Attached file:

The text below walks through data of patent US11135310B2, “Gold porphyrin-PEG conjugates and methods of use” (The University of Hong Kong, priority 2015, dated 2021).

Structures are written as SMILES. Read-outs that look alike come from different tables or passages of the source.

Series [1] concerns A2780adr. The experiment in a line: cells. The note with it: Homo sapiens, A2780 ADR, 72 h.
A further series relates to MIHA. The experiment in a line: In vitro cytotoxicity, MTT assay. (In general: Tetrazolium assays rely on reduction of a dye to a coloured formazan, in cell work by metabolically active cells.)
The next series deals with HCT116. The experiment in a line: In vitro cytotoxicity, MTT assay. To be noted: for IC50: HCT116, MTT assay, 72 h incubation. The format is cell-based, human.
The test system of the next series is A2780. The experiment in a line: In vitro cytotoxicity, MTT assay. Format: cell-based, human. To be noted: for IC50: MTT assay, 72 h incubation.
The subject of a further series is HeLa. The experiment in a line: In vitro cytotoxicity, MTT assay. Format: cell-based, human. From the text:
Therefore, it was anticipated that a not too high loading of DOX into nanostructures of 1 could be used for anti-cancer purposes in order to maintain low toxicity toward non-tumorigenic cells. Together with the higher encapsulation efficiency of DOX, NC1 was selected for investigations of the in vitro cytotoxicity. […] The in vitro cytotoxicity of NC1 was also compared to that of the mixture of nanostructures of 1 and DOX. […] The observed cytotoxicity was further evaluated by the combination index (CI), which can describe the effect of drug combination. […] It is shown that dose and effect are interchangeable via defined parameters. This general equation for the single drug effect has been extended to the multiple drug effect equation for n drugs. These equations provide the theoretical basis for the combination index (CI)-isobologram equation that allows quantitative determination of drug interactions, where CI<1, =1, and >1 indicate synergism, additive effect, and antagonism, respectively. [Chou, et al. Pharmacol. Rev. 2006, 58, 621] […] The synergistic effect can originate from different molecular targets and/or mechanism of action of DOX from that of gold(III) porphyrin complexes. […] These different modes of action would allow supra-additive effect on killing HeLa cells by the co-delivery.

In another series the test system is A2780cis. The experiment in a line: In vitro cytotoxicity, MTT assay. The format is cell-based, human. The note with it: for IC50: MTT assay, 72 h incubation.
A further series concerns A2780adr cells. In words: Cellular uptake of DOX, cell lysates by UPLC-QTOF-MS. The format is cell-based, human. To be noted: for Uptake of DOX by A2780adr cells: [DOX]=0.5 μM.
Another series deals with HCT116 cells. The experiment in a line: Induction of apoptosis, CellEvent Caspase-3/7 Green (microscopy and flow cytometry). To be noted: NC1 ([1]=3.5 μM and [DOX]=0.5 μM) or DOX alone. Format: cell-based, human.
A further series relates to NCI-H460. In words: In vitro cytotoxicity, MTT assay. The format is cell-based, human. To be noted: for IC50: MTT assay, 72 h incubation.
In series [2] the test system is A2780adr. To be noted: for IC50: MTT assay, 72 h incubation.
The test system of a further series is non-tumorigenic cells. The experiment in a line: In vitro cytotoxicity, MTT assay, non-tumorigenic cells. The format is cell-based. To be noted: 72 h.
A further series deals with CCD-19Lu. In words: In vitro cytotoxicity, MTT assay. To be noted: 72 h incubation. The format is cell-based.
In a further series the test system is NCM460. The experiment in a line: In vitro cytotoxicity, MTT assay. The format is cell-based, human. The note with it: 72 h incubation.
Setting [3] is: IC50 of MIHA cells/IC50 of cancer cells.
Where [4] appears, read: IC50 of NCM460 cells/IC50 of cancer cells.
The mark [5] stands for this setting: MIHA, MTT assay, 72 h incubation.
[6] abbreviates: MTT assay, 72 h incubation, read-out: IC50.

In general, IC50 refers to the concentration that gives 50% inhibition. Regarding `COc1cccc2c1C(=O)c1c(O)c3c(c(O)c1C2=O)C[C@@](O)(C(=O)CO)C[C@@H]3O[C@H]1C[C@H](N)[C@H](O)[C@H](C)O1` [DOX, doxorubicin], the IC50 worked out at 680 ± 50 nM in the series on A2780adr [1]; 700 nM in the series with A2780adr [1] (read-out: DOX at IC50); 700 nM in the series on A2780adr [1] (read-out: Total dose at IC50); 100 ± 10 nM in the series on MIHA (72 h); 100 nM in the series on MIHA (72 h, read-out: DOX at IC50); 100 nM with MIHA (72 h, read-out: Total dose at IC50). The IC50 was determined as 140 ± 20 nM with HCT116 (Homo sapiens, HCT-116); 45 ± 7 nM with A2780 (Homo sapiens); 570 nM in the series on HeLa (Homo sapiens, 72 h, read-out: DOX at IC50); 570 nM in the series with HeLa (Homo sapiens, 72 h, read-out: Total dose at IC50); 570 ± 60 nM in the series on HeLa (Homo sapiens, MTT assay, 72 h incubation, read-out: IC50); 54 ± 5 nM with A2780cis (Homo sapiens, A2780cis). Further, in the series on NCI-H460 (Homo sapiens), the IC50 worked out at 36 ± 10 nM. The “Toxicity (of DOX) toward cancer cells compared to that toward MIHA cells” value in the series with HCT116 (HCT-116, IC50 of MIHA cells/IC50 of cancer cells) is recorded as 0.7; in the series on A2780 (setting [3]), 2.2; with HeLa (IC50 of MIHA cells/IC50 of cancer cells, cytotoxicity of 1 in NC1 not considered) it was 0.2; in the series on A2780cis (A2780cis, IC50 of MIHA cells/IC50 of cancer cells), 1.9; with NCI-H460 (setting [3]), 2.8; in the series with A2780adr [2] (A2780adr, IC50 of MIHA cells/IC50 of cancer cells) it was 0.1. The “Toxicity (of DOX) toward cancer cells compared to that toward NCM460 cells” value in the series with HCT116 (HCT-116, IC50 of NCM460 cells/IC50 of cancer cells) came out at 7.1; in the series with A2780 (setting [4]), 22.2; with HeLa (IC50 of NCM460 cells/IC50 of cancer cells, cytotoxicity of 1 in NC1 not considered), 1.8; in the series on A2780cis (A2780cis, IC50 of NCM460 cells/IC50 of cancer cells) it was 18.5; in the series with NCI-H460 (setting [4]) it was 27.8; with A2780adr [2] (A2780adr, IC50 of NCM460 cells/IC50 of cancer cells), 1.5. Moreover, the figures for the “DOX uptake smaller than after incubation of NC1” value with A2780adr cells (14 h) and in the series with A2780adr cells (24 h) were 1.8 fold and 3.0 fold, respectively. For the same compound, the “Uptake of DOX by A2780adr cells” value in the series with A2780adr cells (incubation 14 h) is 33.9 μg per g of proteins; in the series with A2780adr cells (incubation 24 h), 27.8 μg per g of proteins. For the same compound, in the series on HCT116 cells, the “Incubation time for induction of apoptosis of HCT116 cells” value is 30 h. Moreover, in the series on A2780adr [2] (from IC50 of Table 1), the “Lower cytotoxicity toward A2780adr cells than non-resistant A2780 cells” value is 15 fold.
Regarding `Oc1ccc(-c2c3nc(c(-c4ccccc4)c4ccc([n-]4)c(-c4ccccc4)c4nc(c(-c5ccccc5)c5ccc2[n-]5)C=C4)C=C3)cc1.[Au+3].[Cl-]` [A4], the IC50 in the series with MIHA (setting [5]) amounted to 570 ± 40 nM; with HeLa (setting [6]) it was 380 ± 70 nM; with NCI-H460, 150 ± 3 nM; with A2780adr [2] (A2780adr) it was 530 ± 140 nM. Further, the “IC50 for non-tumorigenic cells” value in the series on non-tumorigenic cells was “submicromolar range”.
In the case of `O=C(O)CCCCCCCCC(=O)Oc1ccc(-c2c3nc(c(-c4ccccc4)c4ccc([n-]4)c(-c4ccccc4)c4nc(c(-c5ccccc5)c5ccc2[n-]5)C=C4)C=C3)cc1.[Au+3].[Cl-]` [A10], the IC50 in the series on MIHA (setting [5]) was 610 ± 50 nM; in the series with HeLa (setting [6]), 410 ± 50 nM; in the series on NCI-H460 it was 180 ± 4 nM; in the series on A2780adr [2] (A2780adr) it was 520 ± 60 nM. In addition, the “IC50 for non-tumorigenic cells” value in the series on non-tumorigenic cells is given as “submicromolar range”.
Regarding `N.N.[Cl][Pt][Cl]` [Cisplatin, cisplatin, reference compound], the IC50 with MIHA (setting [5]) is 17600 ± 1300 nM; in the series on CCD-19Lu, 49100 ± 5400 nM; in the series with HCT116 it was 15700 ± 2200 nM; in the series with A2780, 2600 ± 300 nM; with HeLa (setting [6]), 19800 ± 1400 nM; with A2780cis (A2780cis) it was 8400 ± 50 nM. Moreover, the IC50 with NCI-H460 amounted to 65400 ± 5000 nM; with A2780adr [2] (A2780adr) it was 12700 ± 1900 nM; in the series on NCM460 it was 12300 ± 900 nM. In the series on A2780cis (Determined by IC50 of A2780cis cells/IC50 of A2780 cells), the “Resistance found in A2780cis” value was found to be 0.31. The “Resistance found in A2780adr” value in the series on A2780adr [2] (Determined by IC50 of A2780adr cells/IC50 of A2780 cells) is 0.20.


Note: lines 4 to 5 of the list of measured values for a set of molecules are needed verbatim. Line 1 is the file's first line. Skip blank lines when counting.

A further series relates to MIHA. The experiment in a line: In vitro cytotoxicity, MTT assay. (In general: Tetrazolium assays rely on reduction of a dye to a coloured formazan, in cell work by metabolically active cells.)
The next series deals with HCT116. The experiment in a line: In vitro cytotoxicity, MTT assay. To be noted: for IC50: HCT116, MTT assay, 72 h incubation. The format is cell-based, human.